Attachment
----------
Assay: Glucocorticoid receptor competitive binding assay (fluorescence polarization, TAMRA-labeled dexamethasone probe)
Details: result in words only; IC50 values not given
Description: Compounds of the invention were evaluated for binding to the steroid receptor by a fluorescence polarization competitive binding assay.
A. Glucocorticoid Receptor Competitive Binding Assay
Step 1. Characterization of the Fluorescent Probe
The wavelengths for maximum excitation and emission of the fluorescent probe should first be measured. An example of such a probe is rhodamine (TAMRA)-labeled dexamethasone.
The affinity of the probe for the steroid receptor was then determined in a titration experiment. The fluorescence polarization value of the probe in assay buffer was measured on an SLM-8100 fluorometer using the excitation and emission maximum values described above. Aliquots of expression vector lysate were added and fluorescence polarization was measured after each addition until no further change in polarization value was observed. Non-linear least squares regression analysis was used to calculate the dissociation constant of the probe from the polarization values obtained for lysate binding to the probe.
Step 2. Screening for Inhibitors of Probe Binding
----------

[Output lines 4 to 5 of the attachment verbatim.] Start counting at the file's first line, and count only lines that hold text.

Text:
A. Glucocorticoid Receptor Competitive Binding Assay
Step 1. Characterization of the Fluorescent Probe